No one can deny the relentless pain brought on by enduring the consequences of wrong actions. It may be as quick and simple as the sting following a swat from a parent's paddle or as lingering and severe as a prison sentence. Either one, however, is hard to bear. The person who cheats on a mate and later leaves the marriage must ultimately endure the consequences. The child who runs away from home in a fit of rebellious rage must live with the painful ramifications. The politician who assures his voters of unrealistic and unachievable promises if elected must face his critics after election. The minister who compromises in the realm of ethics or morals must live with the private shame and loss of public respect. The list goes on and on.
Even though our day is characterized by an erosion of personal responsibility and attempts to soft-pedal or cover up the consequences of wrong, those very difficult days in the backwash of disobedience are nevertheless haunting realities. Sin still bears bitter fruit. Devastating consequences still await the transgressor. "Do not be deceived, God is not mocked; for whatever a man sows, this he will also reap" (Galatians 6:7) is still in the Book. Few souls live more somber lives than those who have disobeyed and must now endure the grind of lingering consequences.
Psalm 137 is the mournful song of a people enduring the grind of lingering consequences after a long history of bad decisions. The composer gives voice to the anguish of God's covenant people, removed from their Promised Land, cut off from their birthright. As a band of Jewish POWs, they have been taken by the Babylonians into a foreign land. The first lines set the scene.
By the rivers of Babylon,
There we sat down and wept,
When we remembered Zion. (137:1)
You can skim through the next eight verses and quickly detect other terms that reveal a prisonlike experience:
Verse 3: "our captors . . . our tormentors"
Verse 4: "a foreign land"
Verse 7: "Remember, O LORD, against the sons of Edom"
Verse 8: "O daughter of Babylon, you devastated one"
Why was a Hebrew writer in Babylon? What were the events that led to his and others' becoming captives of this foreign power? Believe me, it was no accident. It came to pass exactly as God had spoken through His prophet Jeremiah:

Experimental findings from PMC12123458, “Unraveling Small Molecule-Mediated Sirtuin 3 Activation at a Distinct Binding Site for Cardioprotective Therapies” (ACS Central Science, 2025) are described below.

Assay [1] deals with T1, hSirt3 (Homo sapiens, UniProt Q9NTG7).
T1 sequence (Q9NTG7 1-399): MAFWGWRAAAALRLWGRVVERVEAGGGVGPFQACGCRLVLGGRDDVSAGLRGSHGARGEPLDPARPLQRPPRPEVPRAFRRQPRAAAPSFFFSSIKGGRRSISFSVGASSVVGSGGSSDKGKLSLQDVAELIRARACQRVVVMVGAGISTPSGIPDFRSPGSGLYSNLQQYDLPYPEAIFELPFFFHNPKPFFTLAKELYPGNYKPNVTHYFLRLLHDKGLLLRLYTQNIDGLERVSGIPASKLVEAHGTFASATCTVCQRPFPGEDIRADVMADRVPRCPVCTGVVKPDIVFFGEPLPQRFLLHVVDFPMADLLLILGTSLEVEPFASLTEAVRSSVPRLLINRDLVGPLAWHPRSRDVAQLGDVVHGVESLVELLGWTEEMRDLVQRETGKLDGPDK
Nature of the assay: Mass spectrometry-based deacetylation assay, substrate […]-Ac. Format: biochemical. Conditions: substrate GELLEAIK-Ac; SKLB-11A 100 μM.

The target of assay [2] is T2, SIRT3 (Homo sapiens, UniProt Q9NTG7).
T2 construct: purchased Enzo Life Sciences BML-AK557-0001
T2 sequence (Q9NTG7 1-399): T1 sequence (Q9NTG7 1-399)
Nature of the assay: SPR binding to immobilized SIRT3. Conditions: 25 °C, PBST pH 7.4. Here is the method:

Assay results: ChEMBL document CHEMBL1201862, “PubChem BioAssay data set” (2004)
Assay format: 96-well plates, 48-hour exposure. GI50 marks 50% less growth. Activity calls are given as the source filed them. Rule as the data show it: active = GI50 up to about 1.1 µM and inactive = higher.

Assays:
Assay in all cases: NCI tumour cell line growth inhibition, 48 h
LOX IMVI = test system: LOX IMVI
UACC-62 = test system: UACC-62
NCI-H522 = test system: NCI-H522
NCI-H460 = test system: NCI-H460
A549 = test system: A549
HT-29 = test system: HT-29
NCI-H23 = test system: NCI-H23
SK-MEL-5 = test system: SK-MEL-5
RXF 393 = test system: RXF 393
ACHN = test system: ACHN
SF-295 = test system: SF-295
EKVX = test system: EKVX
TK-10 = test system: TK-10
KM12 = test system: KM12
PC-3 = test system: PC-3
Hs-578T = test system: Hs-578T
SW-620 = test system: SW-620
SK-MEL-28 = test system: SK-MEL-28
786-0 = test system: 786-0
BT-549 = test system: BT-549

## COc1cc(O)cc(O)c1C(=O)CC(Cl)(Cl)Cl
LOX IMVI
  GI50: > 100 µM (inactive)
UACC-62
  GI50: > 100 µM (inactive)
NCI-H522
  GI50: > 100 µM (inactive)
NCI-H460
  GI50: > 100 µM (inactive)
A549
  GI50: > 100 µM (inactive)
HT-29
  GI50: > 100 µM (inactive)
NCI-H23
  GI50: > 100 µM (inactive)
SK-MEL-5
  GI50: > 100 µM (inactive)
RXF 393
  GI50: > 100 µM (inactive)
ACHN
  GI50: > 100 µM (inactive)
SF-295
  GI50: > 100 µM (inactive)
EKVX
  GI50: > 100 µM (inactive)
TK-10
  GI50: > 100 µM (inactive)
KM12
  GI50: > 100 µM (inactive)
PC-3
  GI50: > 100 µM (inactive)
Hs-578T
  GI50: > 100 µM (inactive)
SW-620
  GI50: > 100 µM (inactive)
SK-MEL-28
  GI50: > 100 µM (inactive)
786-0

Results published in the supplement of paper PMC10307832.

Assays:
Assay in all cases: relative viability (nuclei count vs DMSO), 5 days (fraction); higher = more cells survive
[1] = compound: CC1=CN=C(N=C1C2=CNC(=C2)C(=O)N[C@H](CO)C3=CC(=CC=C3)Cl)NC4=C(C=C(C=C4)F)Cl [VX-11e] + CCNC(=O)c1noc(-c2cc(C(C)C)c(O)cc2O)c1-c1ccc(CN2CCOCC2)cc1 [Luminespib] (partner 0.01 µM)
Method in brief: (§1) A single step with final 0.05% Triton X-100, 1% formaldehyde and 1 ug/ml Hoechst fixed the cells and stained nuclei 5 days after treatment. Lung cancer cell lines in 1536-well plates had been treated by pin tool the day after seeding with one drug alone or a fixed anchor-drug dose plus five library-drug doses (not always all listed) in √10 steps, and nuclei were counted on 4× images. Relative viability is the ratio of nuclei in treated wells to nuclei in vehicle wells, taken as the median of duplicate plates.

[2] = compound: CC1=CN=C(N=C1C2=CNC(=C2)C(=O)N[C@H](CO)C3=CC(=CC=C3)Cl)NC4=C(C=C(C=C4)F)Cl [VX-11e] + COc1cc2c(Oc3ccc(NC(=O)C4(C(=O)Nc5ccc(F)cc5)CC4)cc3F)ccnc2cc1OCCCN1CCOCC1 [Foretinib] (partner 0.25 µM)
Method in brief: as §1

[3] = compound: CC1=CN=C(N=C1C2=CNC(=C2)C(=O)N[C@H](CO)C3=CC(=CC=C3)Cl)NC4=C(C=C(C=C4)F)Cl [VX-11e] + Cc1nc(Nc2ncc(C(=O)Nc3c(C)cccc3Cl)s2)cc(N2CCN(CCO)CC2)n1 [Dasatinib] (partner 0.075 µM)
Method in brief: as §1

Therefore thus says the LORD of hosts, "Because you have not obeyed My words, behold, I will send and take all the families of the north," declares the L ORD, "and I will send to Nebuchadnezzar king of Babylon, My servant, and will bring them against this land and against its inhabitants and against all these nations round about . . . . This whole land will be a desolation and a horror, and these nations will serve the king of Babylon seventy years." (Jeremiah 25:8-9, 11)
For centuries, the Lord sent prophets to warn the people of Judah that continued idolatry and disobedience would lead to their exile. But they had persisted in their disobedience for more than three hundred years since the last days of Solomon's reign. The united kingdom of the Jewish nation had split after Solomon's death. A civil war followed. Ten of the twelve tribes of Israel settled in the north under King Jeroboam's leadership. Two settled in the south under King Rehoboam, Solomon's son.
The northern kingdom is called "Israel" in Scripture; the southern kingdom is called "Judah." Israel had nineteen kings during her two-hundred-plus years before she fell to the Assyrians in 722 B.C. Judah had twenty kings—only eight of whom were righteous. For many years, Judah walked a fine line between obedience and rebellion until the Lord allowed the Babylonians (also called Chaldeans) to capture the nation and hold them in bondage for seventy years, exactly as Jeremiah predicted. Psalm 137 was written during (or shortly after) Judah's captivity in Babylon.
From Living the Psalms by Charles R. Swindoll, copyright © 2012. Reprinted by permission of Worthy Inspired, an imprint of Hachette Book Group, Inc.
Used with permission. All rights reserved.
In Embraced by the Spirit, we step away from the heat of theological battle that analyzes and criticizes and move quietly and closely to the One who has been sent alongside to help.